AppFabric: Developing Services for Windows Server AppFabric

Today's featured TechNet Wiki article can be found here. It was originally authored by Mike McKeown.


AppFabric evolves the existing application server capabilities of Windows Server to make it easier to build, scale and manage Web and composite applications that run on Internet Information Services (IIS). For Web applications, AppFabric provides caching capabilities to provide high-speed access, scale, and high availability to application data These capabilities are based on the technology previously code named “Velocity.”

For composite applications, AppFabric makes it easier to build and manage services built using Windows Workflow Foundation (WF) and Windows Communication Foundation (WCF). These capabilities are based on the technology previously code named “Dublin.”

Introduction to AppFabric

The benefits of having service-based applications, often referred to as SOA, to create systems based on autonomous services have been articulated in several MSDN articles. WCF is the technology that enables this, and in turn has been integrated with other Microsoft developer technologies such as WCF Data Services, WCF rich Internet applications (RIA) services and WCF REST services. In .NET Framework 4, WCF has been deeply integrated with an improved WF runtime enabling you to build WCF services that are implemented with WF.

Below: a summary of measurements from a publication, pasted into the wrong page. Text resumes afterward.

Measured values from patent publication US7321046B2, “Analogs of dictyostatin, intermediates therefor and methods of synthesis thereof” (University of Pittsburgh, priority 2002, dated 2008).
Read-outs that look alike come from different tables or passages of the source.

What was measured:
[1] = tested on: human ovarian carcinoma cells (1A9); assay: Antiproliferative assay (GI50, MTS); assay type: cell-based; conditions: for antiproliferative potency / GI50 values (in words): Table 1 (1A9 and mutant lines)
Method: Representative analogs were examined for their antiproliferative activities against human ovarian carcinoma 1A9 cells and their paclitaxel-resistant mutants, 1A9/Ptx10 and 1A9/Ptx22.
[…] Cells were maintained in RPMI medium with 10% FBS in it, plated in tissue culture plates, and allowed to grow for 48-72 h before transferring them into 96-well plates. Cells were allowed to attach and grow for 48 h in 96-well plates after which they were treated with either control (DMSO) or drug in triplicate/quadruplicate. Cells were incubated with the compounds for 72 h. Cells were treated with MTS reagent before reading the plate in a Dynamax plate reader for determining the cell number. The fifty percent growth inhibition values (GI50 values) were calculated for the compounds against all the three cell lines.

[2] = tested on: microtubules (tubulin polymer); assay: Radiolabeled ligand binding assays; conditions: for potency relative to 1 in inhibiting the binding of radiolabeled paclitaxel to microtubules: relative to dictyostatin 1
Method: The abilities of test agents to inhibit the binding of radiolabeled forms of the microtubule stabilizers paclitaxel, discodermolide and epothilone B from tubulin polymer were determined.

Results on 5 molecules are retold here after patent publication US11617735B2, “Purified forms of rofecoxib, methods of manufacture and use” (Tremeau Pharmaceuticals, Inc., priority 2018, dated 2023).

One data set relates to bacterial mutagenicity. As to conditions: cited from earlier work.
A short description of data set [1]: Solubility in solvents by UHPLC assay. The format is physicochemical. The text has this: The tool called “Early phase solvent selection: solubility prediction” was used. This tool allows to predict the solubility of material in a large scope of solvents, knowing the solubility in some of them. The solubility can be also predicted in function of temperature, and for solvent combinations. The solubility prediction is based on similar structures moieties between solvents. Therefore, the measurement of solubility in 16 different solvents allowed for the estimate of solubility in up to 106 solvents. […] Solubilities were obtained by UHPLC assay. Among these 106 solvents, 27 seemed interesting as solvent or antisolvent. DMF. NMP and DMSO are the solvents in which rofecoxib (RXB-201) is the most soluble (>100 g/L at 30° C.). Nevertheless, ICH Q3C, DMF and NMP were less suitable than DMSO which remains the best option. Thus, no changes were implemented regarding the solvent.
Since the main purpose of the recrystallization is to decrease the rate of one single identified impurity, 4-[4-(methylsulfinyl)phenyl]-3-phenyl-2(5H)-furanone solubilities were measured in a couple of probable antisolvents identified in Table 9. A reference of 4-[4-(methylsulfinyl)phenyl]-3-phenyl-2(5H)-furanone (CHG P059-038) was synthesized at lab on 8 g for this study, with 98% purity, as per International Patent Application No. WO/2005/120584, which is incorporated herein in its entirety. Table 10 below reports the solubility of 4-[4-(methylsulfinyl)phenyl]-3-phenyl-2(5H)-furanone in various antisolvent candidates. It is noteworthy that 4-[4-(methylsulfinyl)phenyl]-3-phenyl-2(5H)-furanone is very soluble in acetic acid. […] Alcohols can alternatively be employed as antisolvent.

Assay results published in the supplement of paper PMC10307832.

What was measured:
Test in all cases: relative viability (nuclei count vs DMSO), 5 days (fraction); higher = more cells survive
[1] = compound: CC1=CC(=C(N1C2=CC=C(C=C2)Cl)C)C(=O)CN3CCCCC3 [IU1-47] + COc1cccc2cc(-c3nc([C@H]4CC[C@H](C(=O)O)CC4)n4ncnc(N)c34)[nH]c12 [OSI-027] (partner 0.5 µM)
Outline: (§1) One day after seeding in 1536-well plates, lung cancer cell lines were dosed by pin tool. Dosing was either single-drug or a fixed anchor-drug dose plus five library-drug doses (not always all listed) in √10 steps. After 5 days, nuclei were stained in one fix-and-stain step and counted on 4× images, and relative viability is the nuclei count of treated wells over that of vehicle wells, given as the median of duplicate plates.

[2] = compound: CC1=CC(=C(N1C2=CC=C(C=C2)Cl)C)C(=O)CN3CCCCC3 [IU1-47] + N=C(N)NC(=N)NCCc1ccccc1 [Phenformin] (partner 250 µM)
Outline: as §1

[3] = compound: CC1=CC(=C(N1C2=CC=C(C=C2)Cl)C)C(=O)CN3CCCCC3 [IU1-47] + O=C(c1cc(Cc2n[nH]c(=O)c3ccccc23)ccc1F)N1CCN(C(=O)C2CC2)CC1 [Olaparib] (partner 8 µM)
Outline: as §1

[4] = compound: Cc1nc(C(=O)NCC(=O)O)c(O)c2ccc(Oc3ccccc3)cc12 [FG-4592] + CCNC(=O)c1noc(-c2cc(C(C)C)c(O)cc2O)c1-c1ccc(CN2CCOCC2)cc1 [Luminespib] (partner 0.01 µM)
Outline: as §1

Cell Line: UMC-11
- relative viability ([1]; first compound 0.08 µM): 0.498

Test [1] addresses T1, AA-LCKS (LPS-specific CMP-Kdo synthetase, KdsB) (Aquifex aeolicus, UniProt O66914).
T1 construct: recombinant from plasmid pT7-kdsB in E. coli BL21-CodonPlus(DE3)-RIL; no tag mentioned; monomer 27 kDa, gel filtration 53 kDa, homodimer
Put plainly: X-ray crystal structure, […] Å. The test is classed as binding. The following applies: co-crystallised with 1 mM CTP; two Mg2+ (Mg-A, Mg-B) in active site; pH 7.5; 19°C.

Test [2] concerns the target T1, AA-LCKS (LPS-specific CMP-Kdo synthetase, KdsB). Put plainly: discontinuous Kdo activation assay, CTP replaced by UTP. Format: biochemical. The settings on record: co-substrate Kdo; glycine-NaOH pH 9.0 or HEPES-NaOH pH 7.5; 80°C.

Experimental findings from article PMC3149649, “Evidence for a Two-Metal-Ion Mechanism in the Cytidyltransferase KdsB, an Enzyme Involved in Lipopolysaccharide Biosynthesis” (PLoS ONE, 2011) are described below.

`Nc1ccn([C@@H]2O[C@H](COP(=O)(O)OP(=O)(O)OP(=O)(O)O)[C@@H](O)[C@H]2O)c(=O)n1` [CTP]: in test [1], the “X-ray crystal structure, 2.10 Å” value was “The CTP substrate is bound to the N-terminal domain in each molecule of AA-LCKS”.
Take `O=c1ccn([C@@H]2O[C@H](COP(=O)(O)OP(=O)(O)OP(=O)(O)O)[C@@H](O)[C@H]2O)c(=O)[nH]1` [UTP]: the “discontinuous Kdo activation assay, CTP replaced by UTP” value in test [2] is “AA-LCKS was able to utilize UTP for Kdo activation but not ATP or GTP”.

Whatever technology that you use to build and compose services together, you face challenges based on these questions:. “When building server applications what features of the platform can I take advantage of that light up my application and enable me to focus more on the business?” “Having built this application, where is the best place to test this, to run this in production, and how do I manage it?”

This post focuses on how Windows Server AppFabric, combined with the .NET Framework 4, addresses these challenges, with particular emphasis on WF services.

Developing WF Services

Depending on the architecture of your application, typically you build services focused on the middle tier. For example, WCF Data Services are suited for the data access tier and can be composed together with other services in the middle tier. For an overview of WF services in .NET 4, read the Aaron’s overview of WCF in .NET 4 on MSDN. In the middle tier, WF services are an ideal technology, since they are strongly focused on using declarative approaches for composing services for your business. For additional reading on WCF Services, David Chappell’s ‘The Workflow Way provides an excellent introduction to the topic.



Read the rest here, including a list of the key values that WF Services brings to service authoring!

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